Date of Award


Degree Type

Closed Dissertation

Degree Name

Doctor of Philosophy (PhD)



First Advisor

Timothy Bartness - Chair

Second Advisor

Andrew Clancy

Third Advisor

Dave Freeman

Fourth Advisor

Laura Carruth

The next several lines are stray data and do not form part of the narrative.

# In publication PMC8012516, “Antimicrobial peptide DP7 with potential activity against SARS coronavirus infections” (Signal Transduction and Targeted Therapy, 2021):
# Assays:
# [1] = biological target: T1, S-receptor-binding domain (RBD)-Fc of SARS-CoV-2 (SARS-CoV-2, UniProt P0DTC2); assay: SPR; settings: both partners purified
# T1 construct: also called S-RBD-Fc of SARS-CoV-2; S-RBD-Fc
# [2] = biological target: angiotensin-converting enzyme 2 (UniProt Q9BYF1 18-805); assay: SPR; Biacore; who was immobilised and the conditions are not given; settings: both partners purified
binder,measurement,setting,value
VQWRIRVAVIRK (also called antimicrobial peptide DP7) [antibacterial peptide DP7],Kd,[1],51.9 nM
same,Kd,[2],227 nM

Obesity is America’s fastest growing health threat. Although a primary health risk factor, obesity increases the probability of secondary health consequences such as stroke, diabetes mellitus and heart disease. Siberian hamsters offer a convenient model to study obesity, as they exhibit a photoperiod-driven reversal of obesity during the fall-winter months (i.e., short-days-SD). SD responses in the Siberian hamster, amongst others, include decreased adiposity and gonadal regression. The duration of the dark period is faithfully transmitted into a neuroendocrine melatonin (MEL) signal; that codes seasonal information. The brain communicates with body fat (white adipose tissue- WAT) via the sympathetic nervous system (SNS). The central MEL binding sites, however, necessary for the body fat/lipid mobilization responses during SDs are not precisely known, although melatonin receptor (MEL 1aR) mRNA has been co-localized with sympathetic outflow neurons of WAT in several forebrain areas. This dissertation aims to identify and to characterize the contribution of central sites that are important in seasonal responses in Siberian hamsters. Thus, I asked: Which specific brain sites are both sufficient and necessary to stimulate SD-like decreases in body, WAT and testes mass? Furthermore, I tested if SD-induced decreases in body fat mass are accompanied by increased energy expenditure, specifically brown adipose tissue (BAT) thermogenesis. It is hoped that the identification of brain sites and mechanisms involved in the effortless reversal of obesity in these animals can be applied to treatment opportunities of human obesity.